Groupthink often occurs when there is a time constraint and individuals put aside personal doubts so a project can move forward or when one member of the group dominates the decision-making process.
Focus groups are ideal when you want to gain multiple perspectives in an interactive group setting. But, one of the things that can happen in focus groups is “groupthink.” The first person starts off on a tangent and then the entire room goes along with that first opinion.
When you are running groups, be mindful of the potential of groupthink:
- Devil's advocates – if the group is all agreeing a bit too quickly and easily, throw in a few ‘opposite’ ideas, otherwise known as devil's advocates.
- Challenge the group leader – subtly undermine the alpha character in the group in order to give others more chance of having their say, therefore limiting groupthink.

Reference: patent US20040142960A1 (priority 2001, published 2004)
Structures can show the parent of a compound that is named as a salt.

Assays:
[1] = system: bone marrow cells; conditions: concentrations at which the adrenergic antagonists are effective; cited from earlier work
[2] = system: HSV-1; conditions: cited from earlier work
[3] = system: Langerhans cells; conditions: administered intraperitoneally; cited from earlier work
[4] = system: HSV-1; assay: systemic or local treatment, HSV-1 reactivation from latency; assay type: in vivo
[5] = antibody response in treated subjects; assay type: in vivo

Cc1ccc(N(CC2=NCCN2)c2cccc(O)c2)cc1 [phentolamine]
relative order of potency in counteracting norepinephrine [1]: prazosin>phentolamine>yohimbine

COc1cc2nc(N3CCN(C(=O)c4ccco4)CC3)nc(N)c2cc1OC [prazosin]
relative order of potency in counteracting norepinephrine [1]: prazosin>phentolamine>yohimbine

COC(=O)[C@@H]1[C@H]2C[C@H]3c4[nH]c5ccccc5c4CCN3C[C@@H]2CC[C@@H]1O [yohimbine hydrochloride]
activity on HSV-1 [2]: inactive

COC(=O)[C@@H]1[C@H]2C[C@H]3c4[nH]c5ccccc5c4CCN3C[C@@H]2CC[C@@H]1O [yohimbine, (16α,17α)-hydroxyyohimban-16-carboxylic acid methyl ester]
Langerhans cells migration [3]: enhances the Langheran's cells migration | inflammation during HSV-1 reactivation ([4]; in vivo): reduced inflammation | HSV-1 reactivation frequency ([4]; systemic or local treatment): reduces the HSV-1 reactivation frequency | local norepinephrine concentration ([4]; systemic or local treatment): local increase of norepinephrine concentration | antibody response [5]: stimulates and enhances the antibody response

- Get personal – ask group members how the groupthink opinions will impact on the personally and directly help them take a more individual approach to the subject matter.
Focus groups are a quick and easy way for brands and retailers to get opinions from shoppers and consumers. However, because of biases such as groupthink, don’t overvalue the opinions of too small a sample of people or groups.